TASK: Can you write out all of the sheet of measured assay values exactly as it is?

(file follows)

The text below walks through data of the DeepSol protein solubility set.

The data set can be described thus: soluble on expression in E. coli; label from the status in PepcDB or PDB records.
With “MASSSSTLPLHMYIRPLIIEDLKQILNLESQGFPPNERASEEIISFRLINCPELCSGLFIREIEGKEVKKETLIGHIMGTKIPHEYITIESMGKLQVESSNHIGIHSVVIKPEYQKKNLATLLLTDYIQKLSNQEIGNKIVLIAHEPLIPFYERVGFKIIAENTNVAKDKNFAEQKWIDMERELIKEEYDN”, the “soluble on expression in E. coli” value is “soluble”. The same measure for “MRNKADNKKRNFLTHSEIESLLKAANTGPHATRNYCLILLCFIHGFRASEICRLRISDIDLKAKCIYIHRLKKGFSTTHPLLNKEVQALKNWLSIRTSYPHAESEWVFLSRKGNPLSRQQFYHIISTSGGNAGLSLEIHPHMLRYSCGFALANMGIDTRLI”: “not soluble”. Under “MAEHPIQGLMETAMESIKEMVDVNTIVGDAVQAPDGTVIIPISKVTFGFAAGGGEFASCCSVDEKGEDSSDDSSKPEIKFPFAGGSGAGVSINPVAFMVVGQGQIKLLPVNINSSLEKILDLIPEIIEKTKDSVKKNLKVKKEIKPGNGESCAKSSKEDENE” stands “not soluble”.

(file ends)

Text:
The text below walks through data of the DeepSol protein solubility set.

The data set can be described thus: soluble on expression in E. coli; label from the status in PepcDB or PDB records.
With “MASSSSTLPLHMYIRPLIIEDLKQILNLESQGFPPNERASEEIISFRLINCPELCSGLFIREIEGKEVKKETLIGHIMGTKIPHEYITIESMGKLQVESSNHIGIHSVVIKPEYQKKNLATLLLTDYIQKLSNQEIGNKIVLIAHEPLIPFYERVGFKIIAENTNVAKDKNFAEQKWIDMERELIKEEYDN”, the “soluble on expression in E. coli” value is “soluble”. The same measure for “MRNKADNKKRNFLTHSEIESLLKAANTGPHATRNYCLILLCFIHGFRASEICRLRISDIDLKAKCIYIHRLKKGFSTTHPLLNKEVQALKNWLSIRTSYPHAESEWVFLSRKGNPLSRQQFYHIISTSGGNAGLSLEIHPHMLRYSCGFALANMGIDTRLI”: “not soluble”. Under “MAEHPIQGLMETAMESIKEMVDVNTIVGDAVQAPDGTVIIPISKVTFGFAAGGGEFASCCSVDEKGEDSSDDSSKPEIKFPFAGGSGAGVSINPVAFMVVGQGQIKLLPVNINSSLEKILDLIPEIIEKTKDSVKKNLKVKKEIKPGNGESCAKSSKEDENE” stands “not soluble”.